- Usefulness — Use is more important than possession, thus community property is common.
- Egalitarianism over Hierarchy — Equality of voice contributes to consensus and unity.
- Trust — Trust is the foundation for good relationships and is highly valued.
- Disclosure — Trading partners volunteer information to build relationships.
- Barter systems — Barter emphasizes usefulness of goods rather than accumulation.
With such similarities, why can business transactions between Native Americans and what Rosile describes as the “Euro-Western” world be so fraught with misunderstandings?
The main reason is one of emphasis and context. The “Eight Aspects of Tribal Wisdom for Business Ethics” in reality encompass all parts of Native American life — there is no separation of everyday life and the business world.
“I think what really impressed me when I looked at the Daniels Principles for Ethics, is that these were all things that I had seen discussed as tribal values,” Rosile said. “If we start from the point of common values, maybe we can find ways of doing business that don’t lead us into these messy conflicts. They are universal values and in different contexts they are all applied differently.”
An example is the tribal tradition of gifting, sharing or altruism.
“There are some similarities, but there is also a significant difference in emphasis on the idea of giving away instead of making profit,” Rosile said. “(Among tribes) giving back to the community is just as important as making a profit. Companies now are discovering that by giving things away they can enhance their business. It’s a different perspective and different emphasis that is becoming more and more relevant today.”
But there are some differences that may be harder to bridge. For instance, full disclosure among tribal members may directly contradict “don’t-ask-don’t tell” policies or “Buyer Beware” approaches still found too often in the business world.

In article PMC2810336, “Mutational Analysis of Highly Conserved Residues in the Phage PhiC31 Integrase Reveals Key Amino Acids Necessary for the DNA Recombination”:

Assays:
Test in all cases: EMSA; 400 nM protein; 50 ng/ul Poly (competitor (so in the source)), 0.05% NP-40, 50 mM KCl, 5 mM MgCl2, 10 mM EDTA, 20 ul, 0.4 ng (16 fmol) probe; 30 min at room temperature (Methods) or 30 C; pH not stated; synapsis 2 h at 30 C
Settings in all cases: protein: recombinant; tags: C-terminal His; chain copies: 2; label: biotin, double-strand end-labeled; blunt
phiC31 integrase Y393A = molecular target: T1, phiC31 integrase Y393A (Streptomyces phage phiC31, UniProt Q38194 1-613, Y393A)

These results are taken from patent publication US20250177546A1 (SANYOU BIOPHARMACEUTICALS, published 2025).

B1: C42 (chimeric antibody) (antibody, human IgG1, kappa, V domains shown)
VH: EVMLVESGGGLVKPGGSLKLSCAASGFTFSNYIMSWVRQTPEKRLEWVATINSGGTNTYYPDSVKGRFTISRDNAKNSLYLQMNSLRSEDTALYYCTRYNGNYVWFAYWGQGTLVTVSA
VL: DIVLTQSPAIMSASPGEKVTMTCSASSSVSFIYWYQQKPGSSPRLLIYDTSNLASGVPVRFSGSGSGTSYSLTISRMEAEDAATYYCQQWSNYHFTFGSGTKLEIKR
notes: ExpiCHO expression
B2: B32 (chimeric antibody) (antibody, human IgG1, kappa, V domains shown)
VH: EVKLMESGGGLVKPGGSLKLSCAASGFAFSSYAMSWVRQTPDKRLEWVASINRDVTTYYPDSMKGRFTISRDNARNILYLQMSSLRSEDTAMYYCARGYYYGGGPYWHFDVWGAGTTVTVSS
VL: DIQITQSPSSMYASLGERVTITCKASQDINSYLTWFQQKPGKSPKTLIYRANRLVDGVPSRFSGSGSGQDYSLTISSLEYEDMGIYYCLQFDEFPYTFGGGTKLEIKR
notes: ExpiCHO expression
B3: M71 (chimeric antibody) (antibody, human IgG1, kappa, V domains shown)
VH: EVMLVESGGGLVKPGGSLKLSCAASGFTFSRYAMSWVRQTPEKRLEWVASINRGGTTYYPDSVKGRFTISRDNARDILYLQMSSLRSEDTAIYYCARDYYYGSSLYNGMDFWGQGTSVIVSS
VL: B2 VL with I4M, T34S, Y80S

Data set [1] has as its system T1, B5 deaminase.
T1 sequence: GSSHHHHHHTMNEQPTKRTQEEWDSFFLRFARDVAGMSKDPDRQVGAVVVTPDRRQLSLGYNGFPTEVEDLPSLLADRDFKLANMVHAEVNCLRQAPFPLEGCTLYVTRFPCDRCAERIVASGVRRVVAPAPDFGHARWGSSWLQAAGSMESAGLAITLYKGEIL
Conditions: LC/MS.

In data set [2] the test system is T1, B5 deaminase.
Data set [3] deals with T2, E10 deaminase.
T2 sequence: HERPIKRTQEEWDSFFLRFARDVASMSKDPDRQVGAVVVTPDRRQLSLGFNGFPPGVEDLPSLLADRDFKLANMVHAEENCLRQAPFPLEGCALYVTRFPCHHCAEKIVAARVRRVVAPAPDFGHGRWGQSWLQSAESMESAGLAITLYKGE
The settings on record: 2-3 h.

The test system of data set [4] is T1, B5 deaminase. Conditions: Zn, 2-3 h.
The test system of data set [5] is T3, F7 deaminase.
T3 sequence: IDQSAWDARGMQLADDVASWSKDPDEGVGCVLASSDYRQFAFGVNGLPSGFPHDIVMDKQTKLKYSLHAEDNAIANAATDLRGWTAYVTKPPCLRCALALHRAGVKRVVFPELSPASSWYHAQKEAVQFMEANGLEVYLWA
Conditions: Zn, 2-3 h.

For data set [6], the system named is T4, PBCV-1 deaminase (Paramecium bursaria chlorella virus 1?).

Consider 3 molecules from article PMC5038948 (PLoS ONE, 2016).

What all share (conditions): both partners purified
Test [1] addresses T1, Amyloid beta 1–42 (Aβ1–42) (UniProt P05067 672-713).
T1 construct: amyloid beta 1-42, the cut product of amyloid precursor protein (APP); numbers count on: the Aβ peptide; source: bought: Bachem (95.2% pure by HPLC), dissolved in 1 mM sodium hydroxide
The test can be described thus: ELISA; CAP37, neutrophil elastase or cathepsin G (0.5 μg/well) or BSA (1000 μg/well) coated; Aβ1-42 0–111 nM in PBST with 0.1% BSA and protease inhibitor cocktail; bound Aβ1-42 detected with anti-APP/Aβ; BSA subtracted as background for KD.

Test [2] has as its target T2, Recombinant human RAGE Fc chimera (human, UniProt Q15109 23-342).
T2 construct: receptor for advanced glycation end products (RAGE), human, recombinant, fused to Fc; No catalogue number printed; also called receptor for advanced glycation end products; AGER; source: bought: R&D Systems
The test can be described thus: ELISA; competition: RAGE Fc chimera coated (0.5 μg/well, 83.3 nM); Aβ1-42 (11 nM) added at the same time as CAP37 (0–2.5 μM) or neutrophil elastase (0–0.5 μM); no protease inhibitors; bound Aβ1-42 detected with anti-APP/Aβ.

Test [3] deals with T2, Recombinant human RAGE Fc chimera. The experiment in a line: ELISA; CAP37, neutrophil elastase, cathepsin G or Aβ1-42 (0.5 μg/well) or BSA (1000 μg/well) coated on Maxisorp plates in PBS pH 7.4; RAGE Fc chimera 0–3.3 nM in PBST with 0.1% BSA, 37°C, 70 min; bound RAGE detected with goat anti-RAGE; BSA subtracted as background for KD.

“In the Native community, if you withheld some information that was relevant, it would be viewed as a strong violation of a cultural norm; it would be viewed as something that affects all of us, not just one,” Rosile said. “Whereas in our Western view, a lot of times it’s, ‘Well, this is just my business. If I lie, it’s only me; it’s not affecting you.’”
Still, Rosile believes that finding and working with the similarities will likely be the key to success as more and more tribal members venture to build entrepreneurial enterprises that have business relationships both on and off tribal lands.
“I think that is an ongoing struggle within tribes,” Rosile said. “Their ways are constantly adapting and they have had to address this issue of how can we be successful in a world dominated by a different set of cultural values. At the same time, if traditional businesses paid more attention to relationships, to building trust and building community, which are the roots of tribal values, then I think we would all benefit.”